The building formerly known as the Presidential Boutique Condotel lies vacant and in disrepair.

What’s going on with that old tower near Spaghetti Junction?

For years, the 15-story condominium tower sat vacant and slowly fell into disrepair.

Now, developers say they are close to starting construction on a $100 million project that could turn the old building into an active senior living facility located adjacent to Spaghetti Junction.

It’s been almost two years since the developers, Peacock Partnership, obtained permits for the project. But because the building is made up of 243 condos with various owners, Peacock has been purchasing them piecemeal before starting construction.

“It’s a complicated piece of real estate,” said Dean Peacock, the managing principal of the company.

One of the ground-floor condos was owned by DeKalb County. On Tuesday, commissioners approved selling it to Peacock for about $25,800. Now, Peacock said, there are just seven units left in the building that his company doesn’t own.

It's been a complicated redevelopment process so far for the old hotel and condo tower.
Photo: Joshua Sharpe/AJC

The building once housed storied Club Europe and the Presidential Hotel. The units were eventually converted into condos, but they have been vacant since 2012 when residents were driven from their homes after an unpaid power bill.

Peacock purchased the property in 2018 for $1.5 million. Before the senior living development was approved, other potential buyers suggested turning the cylindrical tower into a giant Coca-Cola can, apartments, condos, a hotel, student housing or self-storage units.

It sits on Presidential Parkway just south of Spaghetti Junction, visible above the trees from the ramps at the I-285 and I-85 interchange.

Peacock said he is waiting for county staff to review and approve the construction plans.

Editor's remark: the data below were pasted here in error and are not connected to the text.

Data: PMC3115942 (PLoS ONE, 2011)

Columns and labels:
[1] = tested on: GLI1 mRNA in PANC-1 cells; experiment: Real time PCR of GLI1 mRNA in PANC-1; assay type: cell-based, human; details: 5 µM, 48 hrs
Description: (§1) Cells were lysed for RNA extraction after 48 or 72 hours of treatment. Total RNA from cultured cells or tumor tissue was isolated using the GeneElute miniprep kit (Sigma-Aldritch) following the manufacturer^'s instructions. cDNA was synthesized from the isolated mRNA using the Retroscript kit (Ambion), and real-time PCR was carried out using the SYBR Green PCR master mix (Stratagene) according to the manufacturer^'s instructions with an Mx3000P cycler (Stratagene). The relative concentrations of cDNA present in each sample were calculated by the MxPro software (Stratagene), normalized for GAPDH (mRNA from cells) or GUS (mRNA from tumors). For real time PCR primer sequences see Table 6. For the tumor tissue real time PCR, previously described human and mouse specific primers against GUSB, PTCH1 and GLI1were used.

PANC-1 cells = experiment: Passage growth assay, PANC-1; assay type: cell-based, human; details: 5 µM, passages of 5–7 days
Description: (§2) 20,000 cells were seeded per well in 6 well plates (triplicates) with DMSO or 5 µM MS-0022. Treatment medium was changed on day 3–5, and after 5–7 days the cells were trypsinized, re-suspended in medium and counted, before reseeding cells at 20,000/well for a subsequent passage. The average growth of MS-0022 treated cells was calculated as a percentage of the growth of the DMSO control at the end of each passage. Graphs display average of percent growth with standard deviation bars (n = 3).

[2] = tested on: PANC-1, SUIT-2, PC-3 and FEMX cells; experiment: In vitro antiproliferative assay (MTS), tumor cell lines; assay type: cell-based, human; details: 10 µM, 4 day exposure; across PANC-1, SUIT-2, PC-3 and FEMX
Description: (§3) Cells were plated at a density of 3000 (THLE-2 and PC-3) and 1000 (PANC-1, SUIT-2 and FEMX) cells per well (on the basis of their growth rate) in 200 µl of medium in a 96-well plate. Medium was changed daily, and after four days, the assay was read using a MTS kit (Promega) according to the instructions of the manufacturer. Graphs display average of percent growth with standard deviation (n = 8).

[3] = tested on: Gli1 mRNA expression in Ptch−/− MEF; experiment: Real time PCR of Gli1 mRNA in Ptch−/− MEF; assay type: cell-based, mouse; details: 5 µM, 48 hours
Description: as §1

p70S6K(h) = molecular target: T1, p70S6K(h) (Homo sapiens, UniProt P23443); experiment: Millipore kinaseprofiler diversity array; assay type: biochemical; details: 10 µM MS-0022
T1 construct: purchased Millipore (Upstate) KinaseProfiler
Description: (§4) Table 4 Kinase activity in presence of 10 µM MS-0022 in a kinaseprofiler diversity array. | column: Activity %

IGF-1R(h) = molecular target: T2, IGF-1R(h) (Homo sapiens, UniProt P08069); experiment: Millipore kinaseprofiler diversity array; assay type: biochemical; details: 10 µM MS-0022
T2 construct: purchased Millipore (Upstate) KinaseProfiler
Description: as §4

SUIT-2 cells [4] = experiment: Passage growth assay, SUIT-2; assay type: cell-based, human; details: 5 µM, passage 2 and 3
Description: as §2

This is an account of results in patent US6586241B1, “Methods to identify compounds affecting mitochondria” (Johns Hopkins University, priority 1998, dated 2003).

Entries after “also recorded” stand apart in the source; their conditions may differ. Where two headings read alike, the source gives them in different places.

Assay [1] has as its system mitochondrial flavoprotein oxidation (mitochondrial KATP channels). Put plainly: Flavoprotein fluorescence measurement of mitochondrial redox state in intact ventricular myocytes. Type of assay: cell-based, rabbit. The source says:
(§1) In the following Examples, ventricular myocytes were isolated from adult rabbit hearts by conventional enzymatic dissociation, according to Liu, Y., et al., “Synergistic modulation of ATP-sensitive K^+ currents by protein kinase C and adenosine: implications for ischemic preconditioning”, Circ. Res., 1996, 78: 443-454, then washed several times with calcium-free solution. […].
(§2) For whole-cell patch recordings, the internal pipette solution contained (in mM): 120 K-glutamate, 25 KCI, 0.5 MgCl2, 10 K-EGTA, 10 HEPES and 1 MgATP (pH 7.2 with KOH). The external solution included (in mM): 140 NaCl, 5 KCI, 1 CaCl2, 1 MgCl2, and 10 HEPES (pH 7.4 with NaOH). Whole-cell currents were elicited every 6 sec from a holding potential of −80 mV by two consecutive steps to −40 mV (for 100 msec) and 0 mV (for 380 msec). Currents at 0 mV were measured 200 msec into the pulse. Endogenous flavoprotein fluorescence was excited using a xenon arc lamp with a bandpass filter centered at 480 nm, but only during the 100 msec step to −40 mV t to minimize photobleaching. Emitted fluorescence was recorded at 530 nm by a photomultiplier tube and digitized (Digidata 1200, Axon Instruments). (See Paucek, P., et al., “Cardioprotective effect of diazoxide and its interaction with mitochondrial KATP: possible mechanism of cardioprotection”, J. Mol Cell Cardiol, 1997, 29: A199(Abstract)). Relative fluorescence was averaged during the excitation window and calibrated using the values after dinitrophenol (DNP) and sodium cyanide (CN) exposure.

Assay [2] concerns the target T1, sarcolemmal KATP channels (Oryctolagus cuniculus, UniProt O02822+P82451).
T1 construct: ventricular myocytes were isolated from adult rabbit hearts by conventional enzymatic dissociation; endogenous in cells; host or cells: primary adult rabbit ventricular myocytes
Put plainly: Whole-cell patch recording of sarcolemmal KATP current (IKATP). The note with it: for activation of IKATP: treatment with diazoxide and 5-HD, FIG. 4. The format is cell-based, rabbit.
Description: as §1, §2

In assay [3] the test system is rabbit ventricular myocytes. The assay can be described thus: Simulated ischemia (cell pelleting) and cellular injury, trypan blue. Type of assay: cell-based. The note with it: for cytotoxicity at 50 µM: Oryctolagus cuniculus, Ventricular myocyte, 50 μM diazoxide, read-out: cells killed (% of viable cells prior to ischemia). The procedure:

Developers also plan to pursue an incentive package from Decide DeKalb, the county’s economic development arm, that would allow them to receive property tax breaks, Peacock said.

In the meantime, crews are attempting to clean up the rundown building, which has been a target of vandalism since it was vacated. That has also proved to be a difficult task, since some of the condo units were also used as office space.

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They have come across everything from “old sofas and La-Z-Boy chairs to desks and copy machines. They’re all trashed,” Peacock said.

The tower will receive a “full-blown gut on the interior,” Peacock said. He plans to build 400 one-bedroom and studio units for seniors.

In addition to the tower, the property includes 35,000 square feet of one-story building space. That will all be converted into amenities for the community, Peacock said. The facility will have a fitness center, aquatic spa, a “wellness and vitality center,” yoga studios, hair and nail salons and more.

The total cost of the project is estimated at $100 million, Peacock said. He hopes to begin construction by 2020, with work lasting about a year and a half.

“We’re still on track. The train’s just not moving quite as fast as we'd like it to be moving,” he said. “We love the location, we think it's going to be a great asset.”

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